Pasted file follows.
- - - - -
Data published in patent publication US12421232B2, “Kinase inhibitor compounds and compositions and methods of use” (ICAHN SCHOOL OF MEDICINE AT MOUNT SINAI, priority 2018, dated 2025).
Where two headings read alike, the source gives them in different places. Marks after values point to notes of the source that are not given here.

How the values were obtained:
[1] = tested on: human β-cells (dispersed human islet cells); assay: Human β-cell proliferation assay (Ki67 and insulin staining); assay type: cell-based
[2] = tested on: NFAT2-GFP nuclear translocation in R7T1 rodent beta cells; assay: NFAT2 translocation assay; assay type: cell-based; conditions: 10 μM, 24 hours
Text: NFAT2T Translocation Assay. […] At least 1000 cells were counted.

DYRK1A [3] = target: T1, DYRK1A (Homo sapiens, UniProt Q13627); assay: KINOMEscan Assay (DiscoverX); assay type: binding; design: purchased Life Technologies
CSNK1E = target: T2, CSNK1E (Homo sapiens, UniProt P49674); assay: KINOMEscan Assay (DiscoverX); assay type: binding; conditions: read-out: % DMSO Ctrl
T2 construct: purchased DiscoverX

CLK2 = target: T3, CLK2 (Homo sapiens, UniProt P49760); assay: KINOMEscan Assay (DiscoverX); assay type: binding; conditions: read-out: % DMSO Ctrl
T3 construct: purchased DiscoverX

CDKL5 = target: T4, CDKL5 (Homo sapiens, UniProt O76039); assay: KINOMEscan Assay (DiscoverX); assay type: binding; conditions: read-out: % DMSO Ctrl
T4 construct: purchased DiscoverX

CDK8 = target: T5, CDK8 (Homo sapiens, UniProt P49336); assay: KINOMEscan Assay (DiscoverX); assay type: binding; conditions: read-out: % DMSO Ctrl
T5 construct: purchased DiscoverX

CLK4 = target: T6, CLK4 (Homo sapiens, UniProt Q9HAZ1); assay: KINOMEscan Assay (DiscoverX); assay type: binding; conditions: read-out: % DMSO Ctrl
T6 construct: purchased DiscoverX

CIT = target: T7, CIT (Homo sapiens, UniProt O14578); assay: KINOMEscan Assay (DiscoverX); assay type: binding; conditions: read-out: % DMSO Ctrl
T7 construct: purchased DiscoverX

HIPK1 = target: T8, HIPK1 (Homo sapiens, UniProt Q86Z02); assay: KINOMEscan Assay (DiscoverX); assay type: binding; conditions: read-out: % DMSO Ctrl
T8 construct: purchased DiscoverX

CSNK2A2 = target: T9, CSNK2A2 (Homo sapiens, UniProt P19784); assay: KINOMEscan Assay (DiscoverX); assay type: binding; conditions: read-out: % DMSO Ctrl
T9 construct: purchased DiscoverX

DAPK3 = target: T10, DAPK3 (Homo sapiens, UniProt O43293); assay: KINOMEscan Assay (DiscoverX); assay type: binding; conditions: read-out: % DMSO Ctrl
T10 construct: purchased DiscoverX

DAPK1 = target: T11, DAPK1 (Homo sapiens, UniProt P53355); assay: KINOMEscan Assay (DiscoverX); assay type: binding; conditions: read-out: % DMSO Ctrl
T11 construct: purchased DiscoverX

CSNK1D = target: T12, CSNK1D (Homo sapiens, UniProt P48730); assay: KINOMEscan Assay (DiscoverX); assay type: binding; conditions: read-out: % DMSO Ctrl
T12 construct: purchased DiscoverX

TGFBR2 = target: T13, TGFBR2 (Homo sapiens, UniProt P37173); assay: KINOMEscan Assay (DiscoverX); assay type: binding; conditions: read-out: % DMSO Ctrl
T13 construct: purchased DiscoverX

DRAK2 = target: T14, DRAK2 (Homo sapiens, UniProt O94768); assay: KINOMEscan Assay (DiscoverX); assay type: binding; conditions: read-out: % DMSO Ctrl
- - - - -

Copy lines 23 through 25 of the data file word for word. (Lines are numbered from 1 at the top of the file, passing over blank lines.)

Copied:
T9 construct: purchased DiscoverX

DAPK3 = target: T10, DAPK3 (Homo sapiens, UniProt O43293); assay: KINOMEscan Assay (DiscoverX); assay type: binding; conditions: read-out: % DMSO Ctrl
T10 construct: purchased DiscoverX